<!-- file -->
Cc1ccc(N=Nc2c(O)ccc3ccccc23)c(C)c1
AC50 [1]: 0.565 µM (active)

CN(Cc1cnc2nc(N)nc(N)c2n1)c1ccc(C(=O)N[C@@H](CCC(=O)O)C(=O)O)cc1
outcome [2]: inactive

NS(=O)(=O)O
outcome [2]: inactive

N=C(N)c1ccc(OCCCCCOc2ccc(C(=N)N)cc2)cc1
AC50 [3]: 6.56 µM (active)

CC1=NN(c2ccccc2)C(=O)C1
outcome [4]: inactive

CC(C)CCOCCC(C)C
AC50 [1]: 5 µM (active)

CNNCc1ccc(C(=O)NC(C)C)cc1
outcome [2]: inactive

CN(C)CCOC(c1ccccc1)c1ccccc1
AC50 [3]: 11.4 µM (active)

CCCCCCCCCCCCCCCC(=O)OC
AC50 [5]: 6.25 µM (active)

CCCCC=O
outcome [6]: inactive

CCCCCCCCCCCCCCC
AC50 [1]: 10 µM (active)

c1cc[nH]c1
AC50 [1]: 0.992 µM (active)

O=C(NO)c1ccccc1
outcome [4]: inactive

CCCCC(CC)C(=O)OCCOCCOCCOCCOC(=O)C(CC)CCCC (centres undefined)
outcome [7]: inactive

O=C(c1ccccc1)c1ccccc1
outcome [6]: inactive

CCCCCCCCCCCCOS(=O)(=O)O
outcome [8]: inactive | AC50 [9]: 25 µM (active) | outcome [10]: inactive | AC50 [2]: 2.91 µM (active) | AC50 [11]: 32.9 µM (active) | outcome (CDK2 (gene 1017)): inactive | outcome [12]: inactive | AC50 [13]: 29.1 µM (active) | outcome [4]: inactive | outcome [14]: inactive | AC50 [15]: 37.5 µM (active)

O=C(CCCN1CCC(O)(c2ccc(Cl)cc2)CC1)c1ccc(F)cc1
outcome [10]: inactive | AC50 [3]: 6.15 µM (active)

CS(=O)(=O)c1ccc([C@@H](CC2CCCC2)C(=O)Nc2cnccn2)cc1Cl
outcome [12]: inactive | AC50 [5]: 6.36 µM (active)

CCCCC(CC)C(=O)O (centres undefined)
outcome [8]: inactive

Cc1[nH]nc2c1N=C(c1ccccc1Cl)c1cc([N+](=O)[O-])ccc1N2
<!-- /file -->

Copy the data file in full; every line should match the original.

Cc1ccc(N=Nc2c(O)ccc3ccccc23)c(C)c1
AC50 [1]: 0.565 µM (active)

CN(Cc1cnc2nc(N)nc(N)c2n1)c1ccc(C(=O)N[C@@H](CCC(=O)O)C(=O)O)cc1
outcome [2]: inactive

NS(=O)(=O)O
outcome [2]: inactive

N=C(N)c1ccc(OCCCCCOc2ccc(C(=N)N)cc2)cc1
AC50 [3]: 6.56 µM (active)

CC1=NN(c2ccccc2)C(=O)C1
outcome [4]: inactive

CC(C)CCOCCC(C)C
AC50 [1]: 5 µM (active)

CNNCc1ccc(C(=O)NC(C)C)cc1
outcome [2]: inactive

CN(C)CCOC(c1ccccc1)c1ccccc1
AC50 [3]: 11.4 µM (active)

CCCCCCCCCCCCCCCC(=O)OC
AC50 [5]: 6.25 µM (active)

CCCCC=O
outcome [6]: inactive

CCCCCCCCCCCCCCC
AC50 [1]: 10 µM (active)

c1cc[nH]c1
AC50 [1]: 0.992 µM (active)

O=C(NO)c1ccccc1
outcome [4]: inactive

CCCCC(CC)C(=O)OCCOCCOCCOCCOC(=O)C(CC)CCCC (centres undefined)
outcome [7]: inactive

O=C(c1ccccc1)c1ccccc1
outcome [6]: inactive

CCCCCCCCCCCCOS(=O)(=O)O
outcome [8]: inactive | AC50 [9]: 25 µM (active) | outcome [10]: inactive | AC50 [2]: 2.91 µM (active) | AC50 [11]: 32.9 µM (active) | outcome (CDK2 (gene 1017)): inactive | outcome [12]: inactive | AC50 [13]: 29.1 µM (active) | outcome [4]: inactive | outcome [14]: inactive | AC50 [15]: 37.5 µM (active)

O=C(CCCN1CCC(O)(c2ccc(Cl)cc2)CC1)c1ccc(F)cc1
outcome [10]: inactive | AC50 [3]: 6.15 µM (active)

CS(=O)(=O)c1ccc([C@@H](CC2CCCC2)C(=O)Nc2cnccn2)cc1Cl
outcome [12]: inactive | AC50 [5]: 6.36 µM (active)

CCCCC(CC)C(=O)O (centres undefined)
outcome [8]: inactive

Cc1[nH]nc2c1N=C(c1ccccc1Cl)c1cc([N+](=O)[O-])ccc1N2